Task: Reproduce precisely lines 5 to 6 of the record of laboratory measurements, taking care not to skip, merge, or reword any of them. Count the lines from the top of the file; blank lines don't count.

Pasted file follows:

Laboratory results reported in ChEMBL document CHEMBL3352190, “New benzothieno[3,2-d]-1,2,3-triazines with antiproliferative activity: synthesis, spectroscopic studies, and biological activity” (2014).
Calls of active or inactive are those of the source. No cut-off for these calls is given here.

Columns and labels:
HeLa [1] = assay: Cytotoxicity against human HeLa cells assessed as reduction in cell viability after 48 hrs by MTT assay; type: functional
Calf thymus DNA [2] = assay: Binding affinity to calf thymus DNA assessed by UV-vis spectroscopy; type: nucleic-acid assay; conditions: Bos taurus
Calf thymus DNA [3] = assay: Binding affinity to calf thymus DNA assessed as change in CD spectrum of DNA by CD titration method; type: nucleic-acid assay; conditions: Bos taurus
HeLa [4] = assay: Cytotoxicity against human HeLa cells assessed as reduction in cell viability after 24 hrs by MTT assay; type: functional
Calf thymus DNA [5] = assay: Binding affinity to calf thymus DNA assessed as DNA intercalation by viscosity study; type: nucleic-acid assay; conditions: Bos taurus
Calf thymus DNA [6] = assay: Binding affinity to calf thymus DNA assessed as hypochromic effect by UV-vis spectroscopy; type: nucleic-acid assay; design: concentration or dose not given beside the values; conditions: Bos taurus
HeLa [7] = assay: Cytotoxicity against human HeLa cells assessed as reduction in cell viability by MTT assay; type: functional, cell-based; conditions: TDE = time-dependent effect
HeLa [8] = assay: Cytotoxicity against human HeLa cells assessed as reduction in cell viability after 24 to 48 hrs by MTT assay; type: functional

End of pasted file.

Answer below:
Calf thymus DNA [2] = assay: Binding affinity to calf thymus DNA assessed by UV-vis spectroscopy; type: nucleic-acid assay; conditions: Bos taurus
Calf thymus DNA [3] = assay: Binding affinity to calf thymus DNA assessed as change in CD spectrum of DNA by CD titration method; type: nucleic-acid assay; conditions: Bos taurus